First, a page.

Top Questions About Cardboard Cactus

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Questions About Cardboard Cactus

Asked by
joan bennett on
June 22, 2014

Q. how do i repot a cardboard cactus

I have a large, healthy cardboard cactus plant which seems to be in need of repotting. I am afraid to disturb it. What’s the safest way to repot and do I need anything special like soil, etc., etc?

Answered by
theficuswrangler on
June 24, 2014

First thing you need is to know if you really need to repot. This article on repotting will tell you a little more:
While cardboard palms are not listed as among the plants that "like" to be rootbound, I think they might be. I have a couple of them in the same pots for 8 years or more. Here's some more information on growing them:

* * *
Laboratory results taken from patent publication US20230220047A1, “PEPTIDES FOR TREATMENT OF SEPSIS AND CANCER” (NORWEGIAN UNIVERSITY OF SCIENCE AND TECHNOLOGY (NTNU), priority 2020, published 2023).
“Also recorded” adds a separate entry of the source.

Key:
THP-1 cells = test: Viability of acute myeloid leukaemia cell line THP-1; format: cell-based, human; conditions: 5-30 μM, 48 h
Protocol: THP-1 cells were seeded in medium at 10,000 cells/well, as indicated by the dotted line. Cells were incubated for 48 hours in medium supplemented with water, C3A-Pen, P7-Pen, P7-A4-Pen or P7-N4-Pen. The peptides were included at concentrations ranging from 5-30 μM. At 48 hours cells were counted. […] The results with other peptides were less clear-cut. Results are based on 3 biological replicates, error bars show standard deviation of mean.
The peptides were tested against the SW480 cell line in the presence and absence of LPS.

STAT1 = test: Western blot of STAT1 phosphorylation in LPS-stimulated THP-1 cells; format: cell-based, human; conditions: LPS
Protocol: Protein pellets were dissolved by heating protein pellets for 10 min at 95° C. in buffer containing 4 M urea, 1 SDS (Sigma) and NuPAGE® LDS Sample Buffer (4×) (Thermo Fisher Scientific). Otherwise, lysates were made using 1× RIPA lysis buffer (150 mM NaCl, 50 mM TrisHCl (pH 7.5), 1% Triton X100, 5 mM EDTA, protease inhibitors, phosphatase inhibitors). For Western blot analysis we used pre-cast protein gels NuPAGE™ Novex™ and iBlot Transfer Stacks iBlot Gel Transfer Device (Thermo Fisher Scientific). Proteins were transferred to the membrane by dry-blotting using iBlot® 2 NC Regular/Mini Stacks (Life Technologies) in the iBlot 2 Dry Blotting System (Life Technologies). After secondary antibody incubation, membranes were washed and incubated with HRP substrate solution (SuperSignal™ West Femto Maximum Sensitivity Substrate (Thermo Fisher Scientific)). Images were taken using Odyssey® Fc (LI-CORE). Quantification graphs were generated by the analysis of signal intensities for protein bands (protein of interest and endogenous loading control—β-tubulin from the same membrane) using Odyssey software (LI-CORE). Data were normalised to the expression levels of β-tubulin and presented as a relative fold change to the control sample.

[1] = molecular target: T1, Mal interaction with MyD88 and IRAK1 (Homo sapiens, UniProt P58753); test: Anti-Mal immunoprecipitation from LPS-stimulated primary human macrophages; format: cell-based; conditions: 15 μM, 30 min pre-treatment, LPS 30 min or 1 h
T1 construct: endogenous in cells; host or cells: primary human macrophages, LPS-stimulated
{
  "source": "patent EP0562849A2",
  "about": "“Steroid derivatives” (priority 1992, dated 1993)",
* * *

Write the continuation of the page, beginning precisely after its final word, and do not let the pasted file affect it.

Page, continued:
Reasons to repot such a plant would be: so big the container can't support it; so full of roots you can't get water into it; you really want it to grow bigger.
A basic guide to repotting:
For soil, use cactus or African violet potting soil, mixed half and half with perlite. Gently tease apart the roots so that they can grow into the new soil. And wear long sleeves and heavy gloves -- cardboard palms are prickly.

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Asked by
Anonymous on
February 26, 2019

Q. Do you think my cardboard plant has a chance?

How to tell if the plant has died? We had prolonged, unusual cold in New Orleans this winter. The plant was too big to bring in so we covered the plant with sheets. Now the fronds are brown and dropping. A few fronds deeper into the pot are slightly green. Do you think I should get rid of the dead looking fronds and hope for the best, or replace it?

Answered by
Downtoearthdigs on
February 26, 2019

I would wait to remove the dead growth until the new growth is big enough to support itself. When it starts actively growing again, then you can cut the dead parts off. If there is still green then there is a chance that it can survive. This part will be a waiting game.

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